Blue spend the first few days at the clinic, while we worried – a lot – at home about that worrisome cloudiness in his eye. While still at the clinic, he developed a secondary ulcer, due to the foreign lavage in his eye. Luckily, it was superficial and treated. On Tuesday, Sept. 13, five days after the injury, Dr. Myers performed an ophthalmic exam. The pupil was nicely dilated and the new ulcer almost healed.

Then we brought him home to our own vet stall, where, except for the inconvenience of a four-six hour med schedule, it went very well. On Thursday, Sept. 29th, 20 days after the injury, the lavage system was removed and Blue was placed on an eye cream treatment. While it’s taken us weeks to treat this corneal ulcer, I understand that is not at all unusual with an eye injury.

Now that it’s all (nearly) over, we still don’t know exactly what caused the injury. Blue had been in a pasture which hadn’t been mowed or grazed all summer. I suspect it was something as simple or seemingly harmless as a late summer stalky blade of alfalfa or grass. I realize how incredibly fortunate we were to have the events of September 9th unfold as they did. It isn’t unusual, especially at this time of year, to not have close contact with our horses for a few days at a time. Show season is all but over, and our horses are mostly all turned out. Every two or three days I’ll go and visit them, but it’s not a daily routine. Had Wee not stopped to visit Blue on her walk from the bus to the house, and then subsequently asked to go work the flag at our trainer’s arena, Blue might have been out there for a few days with a critical eye condition. Had my friend not been home to examine Blue, or simply suggested we go home and I take Blue in the following day, Blue’s eye would have advanced to a grave situation. He needed immediate attention, and it was only by the fluke of these steps falling into place, that he received care within eight hours of the injury.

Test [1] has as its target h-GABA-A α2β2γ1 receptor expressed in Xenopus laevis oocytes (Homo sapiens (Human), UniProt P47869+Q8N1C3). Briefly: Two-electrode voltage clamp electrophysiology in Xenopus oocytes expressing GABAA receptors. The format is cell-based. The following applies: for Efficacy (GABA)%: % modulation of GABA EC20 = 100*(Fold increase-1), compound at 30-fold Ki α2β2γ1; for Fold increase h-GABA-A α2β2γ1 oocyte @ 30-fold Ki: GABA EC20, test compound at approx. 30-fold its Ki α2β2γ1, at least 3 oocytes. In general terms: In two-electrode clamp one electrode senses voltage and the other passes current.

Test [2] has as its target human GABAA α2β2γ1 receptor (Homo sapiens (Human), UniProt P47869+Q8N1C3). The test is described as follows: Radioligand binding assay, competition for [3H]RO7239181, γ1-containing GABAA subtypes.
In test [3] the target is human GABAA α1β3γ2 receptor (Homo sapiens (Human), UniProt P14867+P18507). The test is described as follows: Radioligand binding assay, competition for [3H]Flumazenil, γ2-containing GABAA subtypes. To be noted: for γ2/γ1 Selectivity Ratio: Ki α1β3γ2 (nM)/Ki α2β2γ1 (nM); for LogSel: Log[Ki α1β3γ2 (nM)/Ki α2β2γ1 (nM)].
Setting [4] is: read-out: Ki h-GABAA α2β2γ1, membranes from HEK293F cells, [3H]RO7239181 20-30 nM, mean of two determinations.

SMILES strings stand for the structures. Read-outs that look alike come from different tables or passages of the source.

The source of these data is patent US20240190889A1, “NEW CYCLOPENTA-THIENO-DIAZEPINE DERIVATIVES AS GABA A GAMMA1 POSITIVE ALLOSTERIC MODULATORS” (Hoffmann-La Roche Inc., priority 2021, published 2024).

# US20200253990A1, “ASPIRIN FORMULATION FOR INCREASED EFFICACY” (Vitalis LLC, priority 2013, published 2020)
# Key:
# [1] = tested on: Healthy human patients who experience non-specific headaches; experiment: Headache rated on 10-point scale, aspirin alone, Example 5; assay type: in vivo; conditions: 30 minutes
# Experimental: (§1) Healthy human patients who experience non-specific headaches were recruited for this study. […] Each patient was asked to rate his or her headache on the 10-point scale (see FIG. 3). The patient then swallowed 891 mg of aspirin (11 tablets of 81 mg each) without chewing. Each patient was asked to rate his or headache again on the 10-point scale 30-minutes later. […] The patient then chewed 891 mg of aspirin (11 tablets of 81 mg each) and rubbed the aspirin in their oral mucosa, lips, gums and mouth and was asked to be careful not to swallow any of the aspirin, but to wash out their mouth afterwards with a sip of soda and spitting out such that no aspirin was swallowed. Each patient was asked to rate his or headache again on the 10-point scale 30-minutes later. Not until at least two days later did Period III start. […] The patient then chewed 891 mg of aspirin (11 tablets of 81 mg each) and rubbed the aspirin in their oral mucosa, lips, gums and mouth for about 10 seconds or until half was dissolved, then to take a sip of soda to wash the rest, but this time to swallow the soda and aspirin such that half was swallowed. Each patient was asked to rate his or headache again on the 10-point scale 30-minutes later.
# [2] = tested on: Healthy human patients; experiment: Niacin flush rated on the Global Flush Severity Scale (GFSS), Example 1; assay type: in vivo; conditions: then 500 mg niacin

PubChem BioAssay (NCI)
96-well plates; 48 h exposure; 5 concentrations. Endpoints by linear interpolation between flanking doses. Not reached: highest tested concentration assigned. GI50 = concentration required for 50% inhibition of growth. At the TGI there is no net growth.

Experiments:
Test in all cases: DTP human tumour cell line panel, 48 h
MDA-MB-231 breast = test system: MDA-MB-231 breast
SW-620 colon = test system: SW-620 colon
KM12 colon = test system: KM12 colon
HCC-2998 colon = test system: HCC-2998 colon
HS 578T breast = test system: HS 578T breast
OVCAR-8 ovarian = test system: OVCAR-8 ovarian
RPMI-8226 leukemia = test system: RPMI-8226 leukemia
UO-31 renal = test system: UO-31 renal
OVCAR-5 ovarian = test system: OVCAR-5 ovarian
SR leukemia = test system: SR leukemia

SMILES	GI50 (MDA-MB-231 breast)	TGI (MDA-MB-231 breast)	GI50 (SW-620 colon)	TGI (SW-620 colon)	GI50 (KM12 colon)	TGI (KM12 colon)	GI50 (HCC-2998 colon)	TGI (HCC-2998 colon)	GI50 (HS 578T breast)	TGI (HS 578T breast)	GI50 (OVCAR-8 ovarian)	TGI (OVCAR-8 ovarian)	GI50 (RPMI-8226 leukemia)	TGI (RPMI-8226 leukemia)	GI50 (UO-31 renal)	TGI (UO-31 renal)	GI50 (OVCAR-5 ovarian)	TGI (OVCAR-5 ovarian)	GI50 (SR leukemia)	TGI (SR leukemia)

It was a “do I call the vet?” scenario, and while I can never be sure I’ll make the right choices next time, this time I’m so glad I listened to the inner voice which urged me on to the chain of events that led us to Moore Equine that evening. A visit to the emergency room with a horse is a daunting experience – it interferes with timelines and schedules, often involves long hours of driving and then waiting, and if your emergency hunch is correct, grants you an expensive bill or two. I think we’d have made the trip for any of our horses, but Blue is such a special part of our family, I’m especially grateful the stars aligned for the discovery, treatment and recovery of his injury.